Train to Trust, Trust in Train

“Mastery is achieved through deliberate practice…”

The quote holds true not just in sports, but also in most fields of human endeavor.

Indeed, expertise requires deliberate practice. This means being intentional about assessing and improving both the tactical and technical aspects of your game.

But did you know that the same mindset that steers your practice could actually limit your performance?

There are different demands on you when you practice, and when you perform. Your goals are different.

Hence, your Mindset needs to be different too.

The Two Mindsets

The Training Mindset helps you to practice effectively especially when you are learning new skills or refining certain aspects of your game. Meanwhile, the Trust or Performance Mindset comes from motor memory or rather, what you have already repeated in practiced. Here, you perform freely and intuitively by relying on memory instead of giving yourself step-by-step commands such as, “Swing my arm really high up, plant my foot and bend my knee really low before following through…”

In other words, with the Performance Mindset, you trust in your skills. Your performance flows without thinking about “how to” to perform.

Most dedicated athletes are very good with the Practice Mindset, but need help transitioning from the Practice Mindset to a Performance Mindset when they compete. Your objective is to have a balance between these two mindsets.

The notion ‘Train to Trust and Trust in Train’ means that you need to practice and work hard to improve your game, and trust what you have practiced when competing.

Here are some strategies to help you with both mindsets.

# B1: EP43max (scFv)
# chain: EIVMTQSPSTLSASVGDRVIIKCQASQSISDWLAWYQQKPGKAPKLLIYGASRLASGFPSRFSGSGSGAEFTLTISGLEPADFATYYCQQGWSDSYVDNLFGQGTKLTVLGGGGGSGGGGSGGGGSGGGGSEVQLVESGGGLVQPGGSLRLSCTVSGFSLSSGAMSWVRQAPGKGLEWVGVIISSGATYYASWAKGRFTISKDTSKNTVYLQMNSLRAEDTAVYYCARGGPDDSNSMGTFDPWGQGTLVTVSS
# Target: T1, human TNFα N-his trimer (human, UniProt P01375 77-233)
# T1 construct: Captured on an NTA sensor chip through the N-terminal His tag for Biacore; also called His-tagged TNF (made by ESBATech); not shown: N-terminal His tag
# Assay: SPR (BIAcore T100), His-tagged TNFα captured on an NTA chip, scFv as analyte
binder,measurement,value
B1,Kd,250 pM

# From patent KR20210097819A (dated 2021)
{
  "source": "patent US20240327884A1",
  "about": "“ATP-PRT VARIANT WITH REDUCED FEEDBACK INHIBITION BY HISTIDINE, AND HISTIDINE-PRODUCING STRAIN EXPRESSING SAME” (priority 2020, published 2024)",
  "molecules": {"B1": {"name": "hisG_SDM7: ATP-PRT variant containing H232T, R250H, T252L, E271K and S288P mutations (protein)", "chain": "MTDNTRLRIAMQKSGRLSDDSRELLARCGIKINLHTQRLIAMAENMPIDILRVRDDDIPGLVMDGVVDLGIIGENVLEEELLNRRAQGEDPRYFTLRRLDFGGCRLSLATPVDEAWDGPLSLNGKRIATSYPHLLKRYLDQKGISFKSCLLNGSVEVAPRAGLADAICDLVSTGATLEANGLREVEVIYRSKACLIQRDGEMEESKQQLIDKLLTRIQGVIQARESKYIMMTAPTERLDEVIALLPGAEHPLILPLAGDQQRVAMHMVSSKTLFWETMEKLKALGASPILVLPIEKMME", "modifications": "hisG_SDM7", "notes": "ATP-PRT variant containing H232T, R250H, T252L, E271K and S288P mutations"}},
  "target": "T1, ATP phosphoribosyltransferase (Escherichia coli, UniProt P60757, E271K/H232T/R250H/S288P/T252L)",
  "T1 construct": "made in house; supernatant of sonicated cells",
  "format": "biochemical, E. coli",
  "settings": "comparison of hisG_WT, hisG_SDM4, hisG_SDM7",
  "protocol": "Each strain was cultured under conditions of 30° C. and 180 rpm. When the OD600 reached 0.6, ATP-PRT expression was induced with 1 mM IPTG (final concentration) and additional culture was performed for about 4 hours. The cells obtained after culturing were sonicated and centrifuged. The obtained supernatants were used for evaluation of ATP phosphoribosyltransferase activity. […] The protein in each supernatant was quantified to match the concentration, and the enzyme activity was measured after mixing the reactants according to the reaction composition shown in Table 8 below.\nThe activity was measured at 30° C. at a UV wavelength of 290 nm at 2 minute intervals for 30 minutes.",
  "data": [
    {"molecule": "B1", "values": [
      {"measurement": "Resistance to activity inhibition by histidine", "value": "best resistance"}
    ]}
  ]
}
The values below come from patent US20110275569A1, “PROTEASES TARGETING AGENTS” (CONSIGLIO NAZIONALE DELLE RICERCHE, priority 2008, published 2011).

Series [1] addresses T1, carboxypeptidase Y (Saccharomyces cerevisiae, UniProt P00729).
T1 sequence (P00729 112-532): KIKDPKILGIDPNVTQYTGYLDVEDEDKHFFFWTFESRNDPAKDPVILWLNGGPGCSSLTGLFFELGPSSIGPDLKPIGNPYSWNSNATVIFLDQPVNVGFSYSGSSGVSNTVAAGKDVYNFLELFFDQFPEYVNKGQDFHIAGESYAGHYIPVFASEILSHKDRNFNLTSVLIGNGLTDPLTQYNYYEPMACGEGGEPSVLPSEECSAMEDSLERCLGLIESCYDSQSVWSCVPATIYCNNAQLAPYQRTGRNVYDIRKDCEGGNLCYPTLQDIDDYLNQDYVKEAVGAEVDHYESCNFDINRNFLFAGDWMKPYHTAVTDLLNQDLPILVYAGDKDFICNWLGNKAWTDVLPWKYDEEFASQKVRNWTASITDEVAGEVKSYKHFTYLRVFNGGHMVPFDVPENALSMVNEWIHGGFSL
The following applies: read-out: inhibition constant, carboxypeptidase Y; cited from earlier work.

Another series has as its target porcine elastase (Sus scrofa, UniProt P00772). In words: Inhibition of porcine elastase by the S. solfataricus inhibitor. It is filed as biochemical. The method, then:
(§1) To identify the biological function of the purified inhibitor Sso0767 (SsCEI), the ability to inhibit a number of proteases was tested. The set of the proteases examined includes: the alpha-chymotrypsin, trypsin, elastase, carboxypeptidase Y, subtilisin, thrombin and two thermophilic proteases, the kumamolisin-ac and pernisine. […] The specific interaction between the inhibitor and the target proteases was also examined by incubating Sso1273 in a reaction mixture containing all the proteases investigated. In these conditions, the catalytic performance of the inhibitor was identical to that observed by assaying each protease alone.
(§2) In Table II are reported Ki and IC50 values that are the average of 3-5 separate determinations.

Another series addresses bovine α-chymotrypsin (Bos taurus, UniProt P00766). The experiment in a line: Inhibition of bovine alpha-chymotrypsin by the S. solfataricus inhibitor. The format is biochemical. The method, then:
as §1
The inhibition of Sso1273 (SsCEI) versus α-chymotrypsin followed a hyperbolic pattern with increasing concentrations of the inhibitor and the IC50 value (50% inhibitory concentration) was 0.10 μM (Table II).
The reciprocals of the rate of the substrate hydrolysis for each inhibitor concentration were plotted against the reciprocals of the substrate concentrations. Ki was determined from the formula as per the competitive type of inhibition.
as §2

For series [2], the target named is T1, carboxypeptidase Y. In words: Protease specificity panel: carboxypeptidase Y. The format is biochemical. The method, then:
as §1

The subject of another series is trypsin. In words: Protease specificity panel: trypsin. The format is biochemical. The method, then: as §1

Train to Trust

  1. Have an active mind: Be active while you practice and don’t train mindlessly. Put your heart into it as you work. Monitor your progress, and judge how well you are doing based on your goals.
  2. Focus on improvement: While you practice, you want to keep raising your bar higher at each turn. That way, you push to be the best version of yourself.
  3. Representative Learning Design: As far as possible, practice should be representative of the actual game. This will help you develop the ability to perform according to the demands of competition.

Trust in Train

  1. Be decisive: When you trust in the training, you trust your guts and do the first thing that comes to mind. You do not second guess and play with your instincts, which are now inherent due to your training.
  2. Quiet your mind: You may overthink your skills and feel inadequate for the job. When all these doubts to rush at you, breathe and relax. It’s just another game, and tell yourself you will be fine.
  3. Be functional: The truth is that you will not always be at your best when you compete. All you have to do is DO your job. Getting the job done involves you sticking to whatever works on that day and getting it right. Do not bother about what you are not getting right. Stick to what’s working and get the wins.

“Practice makes perfect. After a long time of practicing, our work will become natural, skillful, swift, and steady.”

Bruce Lee

The abovementioned quote pretty much sums up the notion of ‘Train to Trust and Trust in Train’. Being able to adopt the right mindset at the right time will push you into performances you have never thought possible!

Coach Hansen

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